Scots being ‘short-changed’ by council budget cuts, according to Scottish local government leader
SGLP convener Councillor Jenny Laing made the comments as the partnership launches new research into the impact of cuts to council budgets
Councillor Jenny Laing, leader of Aberdeen City Council and convener of the Scottish Local Government Partnership - Image credit: Aberdeen City Council
The people of Scotland are being “short-changed” by Scottish Government cuts to local government funding, according to the leader of a Scottish local government organisation.
Jenny Laing, leader of Aberdeen City Council and convener of the Scottish Local Government Partnership (SLGP), accused the Scottish Government of “negligence” in not evaluating the effects of changes to council funding.
Meanwhile, the partnership as a whole branded the Scottish Government's local government funding formula "not fit for purpose".
The comments come as the SLGP – which is made up of four councils: Aberdeen, Glasgow, Renfrewshire and South Lanarkshire – prepares to launch new research into the effects of cuts to council funding.
The research will analyse the way funds are distributed and investigate what councils have done to try and mitigate the cuts and the impact on services.
The findings are to be published in a report ahead of the Scottish Government's 2017-18 budget later this year.
The report will look at the impact of existing spending commitments, such as PPP repayments, and how the financial situations of local authorities are affected by having to deliver the Scottish Government’s policy pledges in areas such as teacher numbers.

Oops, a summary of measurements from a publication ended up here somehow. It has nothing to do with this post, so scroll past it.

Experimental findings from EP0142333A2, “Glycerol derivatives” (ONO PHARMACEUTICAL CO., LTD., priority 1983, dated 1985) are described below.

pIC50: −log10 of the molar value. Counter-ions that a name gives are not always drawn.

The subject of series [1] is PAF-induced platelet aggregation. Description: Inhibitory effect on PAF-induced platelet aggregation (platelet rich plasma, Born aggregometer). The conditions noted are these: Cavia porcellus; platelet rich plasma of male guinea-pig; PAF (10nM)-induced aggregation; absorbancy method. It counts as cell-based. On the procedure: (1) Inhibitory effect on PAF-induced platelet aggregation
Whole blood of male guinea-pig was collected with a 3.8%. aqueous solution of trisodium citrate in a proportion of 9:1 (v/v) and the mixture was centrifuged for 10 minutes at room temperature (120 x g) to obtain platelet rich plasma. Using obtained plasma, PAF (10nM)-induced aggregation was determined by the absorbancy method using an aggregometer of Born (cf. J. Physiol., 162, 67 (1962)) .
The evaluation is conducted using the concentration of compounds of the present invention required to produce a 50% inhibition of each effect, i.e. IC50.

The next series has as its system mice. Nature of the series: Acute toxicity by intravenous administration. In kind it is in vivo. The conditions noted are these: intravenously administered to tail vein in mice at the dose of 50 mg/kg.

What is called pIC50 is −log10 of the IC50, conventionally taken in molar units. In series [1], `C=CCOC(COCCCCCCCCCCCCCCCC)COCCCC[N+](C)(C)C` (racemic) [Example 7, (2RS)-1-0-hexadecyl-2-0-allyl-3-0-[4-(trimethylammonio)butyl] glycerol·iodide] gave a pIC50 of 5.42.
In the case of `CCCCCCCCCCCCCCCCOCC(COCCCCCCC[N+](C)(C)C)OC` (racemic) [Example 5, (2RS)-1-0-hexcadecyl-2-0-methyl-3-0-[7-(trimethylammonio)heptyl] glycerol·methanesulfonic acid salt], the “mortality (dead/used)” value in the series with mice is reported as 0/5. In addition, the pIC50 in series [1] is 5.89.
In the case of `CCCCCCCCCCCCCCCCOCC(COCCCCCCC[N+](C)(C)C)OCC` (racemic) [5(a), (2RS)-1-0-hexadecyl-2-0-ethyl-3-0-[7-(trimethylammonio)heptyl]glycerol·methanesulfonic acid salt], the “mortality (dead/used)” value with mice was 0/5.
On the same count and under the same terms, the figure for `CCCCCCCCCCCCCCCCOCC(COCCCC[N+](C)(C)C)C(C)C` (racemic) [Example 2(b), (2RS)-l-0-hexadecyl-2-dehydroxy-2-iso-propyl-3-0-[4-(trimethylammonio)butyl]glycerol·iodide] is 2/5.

It will also propose alternative funding models for local authorities.
Laing said: "The future of local government finances have never looked so bleak and we hope that this report will force Nicola Sturgeon to re-examine the way funds are currently distributed and make her realise that while these cuts continue, wholesale reform of the current system is essential."
She added that although councils have made efficiency savings in a number of areas, there is a limit to what can be achieved through changes to management structures, back-office functions, rationalisation and service restructuring.
The SLGP was formed 18 months ago after the four member councils, which together represent around 1.3 million Scots, split from local government umbrella organisation COSLA.
It is arguing for local authorities to be given greater fiscal autonomy from the Scottish Government to raise their own money and manage their local economies.
Criticising the lack of research into the impact of changes to council budgets, Laing said: "Despite all of this chaos, there has been no assessment by the Scottish Government on the impact of budget consolidation on the distribution of spending across service areas or the quality of service delivery.
"Neither has there been any assessment of how the changes to resources available to local government, combined with reprioritisation of particular services areas, is placing particular strains on particular local authorities.
“The distribution of resources to councils has not evolved since 2010 and given the crushing cuts, how can the existing pattern of allocations remain relevant?
"While this kind of negligence continues, we believe the people of Scotland are being short-changed and what we need now is a far-reaching investigation into the scandal of council funding cuts and how they hit the lives of ordinary, hard-working families."
The SGLP is expected to appoint a research organisation to head up the study later this week.
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